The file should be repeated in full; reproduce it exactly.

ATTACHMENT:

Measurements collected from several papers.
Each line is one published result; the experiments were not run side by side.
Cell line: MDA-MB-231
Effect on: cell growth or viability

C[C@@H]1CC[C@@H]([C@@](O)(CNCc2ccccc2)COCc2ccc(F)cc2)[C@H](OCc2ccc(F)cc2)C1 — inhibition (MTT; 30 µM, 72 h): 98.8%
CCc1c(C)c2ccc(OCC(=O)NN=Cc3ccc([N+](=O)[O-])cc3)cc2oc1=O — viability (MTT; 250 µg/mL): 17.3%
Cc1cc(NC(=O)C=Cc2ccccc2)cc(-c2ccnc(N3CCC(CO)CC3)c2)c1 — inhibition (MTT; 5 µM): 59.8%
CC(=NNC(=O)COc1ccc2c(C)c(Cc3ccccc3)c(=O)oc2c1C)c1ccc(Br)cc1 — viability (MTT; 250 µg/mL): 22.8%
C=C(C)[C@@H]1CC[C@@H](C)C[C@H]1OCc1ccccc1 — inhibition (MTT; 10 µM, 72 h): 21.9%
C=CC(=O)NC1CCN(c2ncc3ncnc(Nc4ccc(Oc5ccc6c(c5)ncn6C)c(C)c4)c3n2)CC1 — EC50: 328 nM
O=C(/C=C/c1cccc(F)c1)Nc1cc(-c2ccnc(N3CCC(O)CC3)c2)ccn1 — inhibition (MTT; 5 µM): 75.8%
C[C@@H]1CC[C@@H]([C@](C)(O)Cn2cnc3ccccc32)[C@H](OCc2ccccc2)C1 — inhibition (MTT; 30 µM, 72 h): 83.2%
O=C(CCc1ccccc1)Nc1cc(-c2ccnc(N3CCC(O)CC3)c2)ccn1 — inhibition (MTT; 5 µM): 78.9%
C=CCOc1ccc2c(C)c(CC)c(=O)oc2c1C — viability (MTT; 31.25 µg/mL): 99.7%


Measurements collected from several papers.
Each line is one published result; the experiments were not run side by side.
Cell line: MDA-MB-231
Effect on: cell growth or viability

C[C@@H]1CC[C@@H]([C@@](O)(CNCc2ccccc2)COCc2ccc(F)cc2)[C@H](OCc2ccc(F)cc2)C1 — inhibition (MTT; 30 µM, 72 h): 98.8%
CCc1c(C)c2ccc(OCC(=O)NN=Cc3ccc([N+](=O)[O-])cc3)cc2oc1=O — viability (MTT; 250 µg/mL): 17.3%
Cc1cc(NC(=O)C=Cc2ccccc2)cc(-c2ccnc(N3CCC(CO)CC3)c2)c1 — inhibition (MTT; 5 µM): 59.8%
CC(=NNC(=O)COc1ccc2c(C)c(Cc3ccccc3)c(=O)oc2c1C)c1ccc(Br)cc1 — viability (MTT; 250 µg/mL): 22.8%
C=C(C)[C@@H]1CC[C@@H](C)C[C@H]1OCc1ccccc1 — inhibition (MTT; 10 µM, 72 h): 21.9%
C=CC(=O)NC1CCN(c2ncc3ncnc(Nc4ccc(Oc5ccc6c(c5)ncn6C)c(C)c4)c3n2)CC1 — EC50: 328 nM
O=C(/C=C/c1cccc(F)c1)Nc1cc(-c2ccnc(N3CCC(O)CC3)c2)ccn1 — inhibition (MTT; 5 µM): 75.8%
C[C@@H]1CC[C@@H]([C@](C)(O)Cn2cnc3ccccc32)[C@H](OCc2ccccc2)C1 — inhibition (MTT; 30 µM, 72 h): 83.2%
O=C(CCc1ccccc1)Nc1cc(-c2ccnc(N3CCC(O)CC3)c2)ccn1 — inhibition (MTT; 5 µM): 78.9%
C=CCOc1ccc2c(C)c(CC)c(=O)oc2c1C — viability (MTT; 31.25 µg/mL): 99.7%